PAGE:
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to give the nation the farewell
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rex tillerson put exxon's interests before america's.. i'm not here to represent the us government's interest. instead, tillerson sided with putin. with billions in russian oil deals... he opposed us sanctions on russia... ...for war crimes forced to pay hundreds of millions for toxic pollution... ...putting profits ahead of our kid's health. tell your senators to reject rex tillerson.
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not corporate interests.
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♪ welcome back. to "cbs this morning." coming up in this half hour, president obama is about to make his last major speech before leaving the white house. fox news host -- there he is, brett in our toyota green room. his new book explains the parallel's between tonight's address and the legend that we still remember and talk about today. and how the cast of "intransit" provided a soundtrack using only voices. time to show you the headlines. the los angeles times said a man surrendered for
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hollywood say hollyweed. the man is an artist who calls himself jesus hand. he posed a picture of himself holding an lapd form after he made bail on a misdemeanor trespassing charge. "the wall street journal" reports on a study of the cost of raising a child. for a child born in 2015 researchers say, listen to this figure it will cost 233,610 to the age of 17. child care and education now account for a larger share of the cost. >> and i have three of those children. >> there you go. and "usa today" says america midfielder carlie loyd is fifa's 2016 best women's soccer player. she scored 17 goals and had 11 assists in 21 games to win the honor for a second straight year. cristiano rinaldo was named the
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time. he led two teams to championships. winners are chosen by captains, coaches and media fans. can we give a shoutout to carli lloyd. she is, gayle, as you would say, a bad ass. >> and she's been here. >> a terrific athlete. we'll have more with our interview of white house chief of staff denis mcdonough. he's the fifth chief of staff. and he calls madonna obama. he said the president's work rate cuts him apart. >> president obama, you know him so well, this man, who you have said we might not know. you have seen his successes, you have seen his failures. what do you want the country to know about barack obama? >> i am routinely amazed at how hard this guy works. this president works.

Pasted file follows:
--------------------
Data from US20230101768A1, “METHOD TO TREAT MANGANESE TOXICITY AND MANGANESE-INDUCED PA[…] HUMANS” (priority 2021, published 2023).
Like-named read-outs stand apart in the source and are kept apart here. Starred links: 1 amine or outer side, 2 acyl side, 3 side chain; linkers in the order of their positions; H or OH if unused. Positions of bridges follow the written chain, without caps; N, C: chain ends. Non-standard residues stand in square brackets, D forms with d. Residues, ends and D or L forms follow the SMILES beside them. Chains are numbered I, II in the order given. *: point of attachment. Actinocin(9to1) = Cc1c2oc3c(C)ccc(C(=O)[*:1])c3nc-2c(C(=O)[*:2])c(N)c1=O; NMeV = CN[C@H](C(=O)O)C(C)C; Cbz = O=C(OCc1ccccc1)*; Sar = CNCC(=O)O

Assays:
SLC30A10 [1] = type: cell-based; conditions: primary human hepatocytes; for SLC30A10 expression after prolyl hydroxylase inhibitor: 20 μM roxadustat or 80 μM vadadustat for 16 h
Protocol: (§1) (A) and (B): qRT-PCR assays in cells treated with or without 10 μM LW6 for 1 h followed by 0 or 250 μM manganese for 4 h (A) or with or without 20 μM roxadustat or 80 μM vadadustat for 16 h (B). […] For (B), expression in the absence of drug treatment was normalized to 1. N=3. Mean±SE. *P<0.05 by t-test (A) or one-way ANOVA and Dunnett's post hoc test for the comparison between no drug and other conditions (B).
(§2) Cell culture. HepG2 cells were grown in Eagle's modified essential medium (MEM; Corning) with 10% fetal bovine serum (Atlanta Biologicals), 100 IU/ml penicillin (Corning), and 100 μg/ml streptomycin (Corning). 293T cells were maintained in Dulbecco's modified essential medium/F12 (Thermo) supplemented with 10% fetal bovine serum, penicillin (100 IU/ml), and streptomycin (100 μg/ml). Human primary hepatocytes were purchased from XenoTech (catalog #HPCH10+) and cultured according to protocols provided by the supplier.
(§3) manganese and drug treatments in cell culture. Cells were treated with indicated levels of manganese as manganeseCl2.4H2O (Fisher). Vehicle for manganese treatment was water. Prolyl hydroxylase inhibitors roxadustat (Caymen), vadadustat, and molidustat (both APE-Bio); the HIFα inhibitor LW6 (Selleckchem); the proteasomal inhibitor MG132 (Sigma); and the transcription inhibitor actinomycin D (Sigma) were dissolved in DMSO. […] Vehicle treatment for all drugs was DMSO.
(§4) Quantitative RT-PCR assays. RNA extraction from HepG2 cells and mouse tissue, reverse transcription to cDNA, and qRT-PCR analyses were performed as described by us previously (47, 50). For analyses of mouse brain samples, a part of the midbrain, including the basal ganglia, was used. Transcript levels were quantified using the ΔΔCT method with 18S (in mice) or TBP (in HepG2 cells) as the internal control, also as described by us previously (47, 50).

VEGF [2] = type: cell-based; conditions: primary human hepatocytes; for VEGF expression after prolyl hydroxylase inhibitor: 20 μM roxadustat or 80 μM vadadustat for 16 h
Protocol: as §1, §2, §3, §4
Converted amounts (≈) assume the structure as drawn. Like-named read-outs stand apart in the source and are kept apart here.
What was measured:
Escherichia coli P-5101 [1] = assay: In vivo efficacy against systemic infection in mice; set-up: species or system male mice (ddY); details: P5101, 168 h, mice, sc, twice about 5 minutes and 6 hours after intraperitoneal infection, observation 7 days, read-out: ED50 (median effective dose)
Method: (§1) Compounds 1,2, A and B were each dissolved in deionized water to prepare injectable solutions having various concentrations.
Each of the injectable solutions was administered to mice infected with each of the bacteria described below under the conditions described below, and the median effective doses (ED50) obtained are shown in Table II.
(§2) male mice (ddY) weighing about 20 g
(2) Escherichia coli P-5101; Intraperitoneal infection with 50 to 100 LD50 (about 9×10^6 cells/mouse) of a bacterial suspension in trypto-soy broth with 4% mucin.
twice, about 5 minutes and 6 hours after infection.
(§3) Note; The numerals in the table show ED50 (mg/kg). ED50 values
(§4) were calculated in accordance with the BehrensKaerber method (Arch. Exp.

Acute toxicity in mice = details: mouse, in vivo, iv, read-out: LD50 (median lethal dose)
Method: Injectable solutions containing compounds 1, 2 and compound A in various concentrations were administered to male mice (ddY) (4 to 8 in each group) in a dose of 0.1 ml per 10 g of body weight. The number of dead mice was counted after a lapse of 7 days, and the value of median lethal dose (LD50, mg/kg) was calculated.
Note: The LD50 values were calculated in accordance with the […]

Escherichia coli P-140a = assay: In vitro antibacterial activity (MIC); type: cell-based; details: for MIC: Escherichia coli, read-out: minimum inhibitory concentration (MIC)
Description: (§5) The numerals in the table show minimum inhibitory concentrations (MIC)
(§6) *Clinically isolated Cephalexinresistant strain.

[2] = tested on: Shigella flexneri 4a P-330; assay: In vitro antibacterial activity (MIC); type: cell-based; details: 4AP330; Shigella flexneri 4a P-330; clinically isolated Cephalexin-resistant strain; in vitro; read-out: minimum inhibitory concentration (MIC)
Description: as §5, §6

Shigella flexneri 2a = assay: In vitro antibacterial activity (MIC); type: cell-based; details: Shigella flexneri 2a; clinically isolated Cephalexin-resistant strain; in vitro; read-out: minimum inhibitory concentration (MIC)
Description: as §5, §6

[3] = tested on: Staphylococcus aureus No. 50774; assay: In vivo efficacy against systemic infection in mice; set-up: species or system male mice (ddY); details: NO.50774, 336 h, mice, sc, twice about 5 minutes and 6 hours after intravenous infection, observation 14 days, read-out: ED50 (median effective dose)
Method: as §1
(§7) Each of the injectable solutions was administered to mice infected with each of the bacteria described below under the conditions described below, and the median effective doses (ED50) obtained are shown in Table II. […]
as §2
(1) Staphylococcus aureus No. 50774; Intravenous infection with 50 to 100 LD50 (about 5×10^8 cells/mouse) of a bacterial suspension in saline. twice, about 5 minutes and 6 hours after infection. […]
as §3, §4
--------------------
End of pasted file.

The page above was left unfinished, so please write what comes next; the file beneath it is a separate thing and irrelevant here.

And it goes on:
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i just told you -- >> grace under pressure? >> i think so. or, recognition that there is a right answer outside there. and he is bound to get it. >> he goes up to the residence every night. where a stack of binders, and he doesn't come down until they're read. or he doesn't go to bed until they're read. like until 3:00 in the morning. the point is this is a really hard job. and the problems that land on his desk are really hard problems. and he takes that really, really seriously. and to be witness to that and party to that is not only extremely interesting intellectually, but i think speaks to his dedication to making sure that he lives up to the expectations of the american people. >> what did you l
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works. but also the idea, he said that the one thing that obama would get angry about, his people had not told him enough. >> yeah. >> yeah, what would bring about the most consternation, did not have enough information. >> you know this. >> yeah. really interesting. we're going to see president obama tonight. he's going to deliver his farewell address following a tradition set by his predecessor. some good-byes are more famous than others, president dwight d. eisenhower's speech introduced a phrase that still resonates today. >> the councils of government we must guard against the acquisition of unwanted influence whether sought or not sought by the military industrial complex. >> president eisenhower delivered january 20th, 1961. john f
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the president of the united states. that is the latest book of fox news anchor bret baier. bret, good morning. >> so much interesting stuff in this book including inspiration. we will get to that in a minute. what do you think obama is going to say tonight? >> i bet he chose chicago to focus back on he is original message about hope and change and evolve back for the hope of the future of the country. i bet you'll hear what he feels are his accomplishments in office. and also probably a few warnings for his successor along the way. but if i had to bet i think optimism is going to lead the day. >> he's going to touch on the narrative that he so well articulated in the campaign, his personal narrative is part of